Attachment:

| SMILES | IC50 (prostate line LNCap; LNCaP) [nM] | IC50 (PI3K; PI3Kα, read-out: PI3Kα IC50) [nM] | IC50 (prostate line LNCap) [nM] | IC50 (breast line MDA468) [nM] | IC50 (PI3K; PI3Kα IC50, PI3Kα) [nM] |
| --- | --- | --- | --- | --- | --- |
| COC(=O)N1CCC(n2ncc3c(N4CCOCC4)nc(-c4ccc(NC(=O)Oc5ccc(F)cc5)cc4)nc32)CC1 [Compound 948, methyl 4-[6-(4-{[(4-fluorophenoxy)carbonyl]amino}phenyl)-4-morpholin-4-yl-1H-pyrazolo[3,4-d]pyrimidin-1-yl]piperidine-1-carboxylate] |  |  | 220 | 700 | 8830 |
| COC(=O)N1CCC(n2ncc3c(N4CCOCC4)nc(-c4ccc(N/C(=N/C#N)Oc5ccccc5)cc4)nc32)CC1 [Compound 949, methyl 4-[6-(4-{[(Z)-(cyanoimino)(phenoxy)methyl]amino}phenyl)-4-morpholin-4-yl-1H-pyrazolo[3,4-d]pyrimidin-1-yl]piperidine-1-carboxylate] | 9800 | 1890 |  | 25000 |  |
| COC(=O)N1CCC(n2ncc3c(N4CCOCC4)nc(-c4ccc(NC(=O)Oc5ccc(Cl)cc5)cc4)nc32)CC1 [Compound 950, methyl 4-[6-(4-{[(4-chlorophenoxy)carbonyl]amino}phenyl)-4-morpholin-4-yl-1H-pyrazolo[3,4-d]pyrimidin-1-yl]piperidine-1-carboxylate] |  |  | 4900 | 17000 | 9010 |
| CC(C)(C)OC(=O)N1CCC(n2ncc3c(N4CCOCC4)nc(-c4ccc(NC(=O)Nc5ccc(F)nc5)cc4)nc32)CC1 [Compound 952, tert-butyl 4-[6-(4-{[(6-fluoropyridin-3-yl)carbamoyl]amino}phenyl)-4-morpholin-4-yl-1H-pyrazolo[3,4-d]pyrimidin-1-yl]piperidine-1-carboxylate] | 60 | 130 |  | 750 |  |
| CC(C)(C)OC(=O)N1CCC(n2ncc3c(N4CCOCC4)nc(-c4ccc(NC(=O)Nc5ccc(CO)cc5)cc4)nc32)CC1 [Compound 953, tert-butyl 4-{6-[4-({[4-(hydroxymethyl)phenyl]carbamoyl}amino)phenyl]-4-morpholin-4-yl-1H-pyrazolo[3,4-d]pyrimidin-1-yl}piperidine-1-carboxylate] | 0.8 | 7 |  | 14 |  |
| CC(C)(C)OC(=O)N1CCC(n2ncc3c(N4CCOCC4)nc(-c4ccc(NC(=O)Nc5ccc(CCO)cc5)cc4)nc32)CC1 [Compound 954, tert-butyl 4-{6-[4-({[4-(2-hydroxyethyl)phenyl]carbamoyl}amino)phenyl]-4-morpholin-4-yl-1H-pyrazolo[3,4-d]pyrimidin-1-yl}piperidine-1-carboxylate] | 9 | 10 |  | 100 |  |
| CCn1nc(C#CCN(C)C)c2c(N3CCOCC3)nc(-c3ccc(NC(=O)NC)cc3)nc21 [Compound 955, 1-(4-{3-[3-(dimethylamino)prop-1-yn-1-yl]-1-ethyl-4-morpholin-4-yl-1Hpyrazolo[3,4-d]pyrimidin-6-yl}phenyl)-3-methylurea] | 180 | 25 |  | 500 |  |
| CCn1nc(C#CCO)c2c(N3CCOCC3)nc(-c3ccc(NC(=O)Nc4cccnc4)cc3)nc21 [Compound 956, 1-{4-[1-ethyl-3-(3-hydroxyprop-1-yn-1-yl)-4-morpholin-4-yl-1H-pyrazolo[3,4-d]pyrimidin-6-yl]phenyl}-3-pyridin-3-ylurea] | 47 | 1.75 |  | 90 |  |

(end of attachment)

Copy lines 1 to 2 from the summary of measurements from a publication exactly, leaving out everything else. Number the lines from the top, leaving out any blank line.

| SMILES | IC50 (prostate line LNCap; LNCaP) [nM] | IC50 (PI3K; PI3Kα, read-out: PI3Kα IC50) [nM] | IC50 (prostate line LNCap) [nM] | IC50 (breast line MDA468) [nM] | IC50 (PI3K; PI3Kα IC50, PI3Kα) [nM] |
| --- | --- | --- | --- | --- | --- |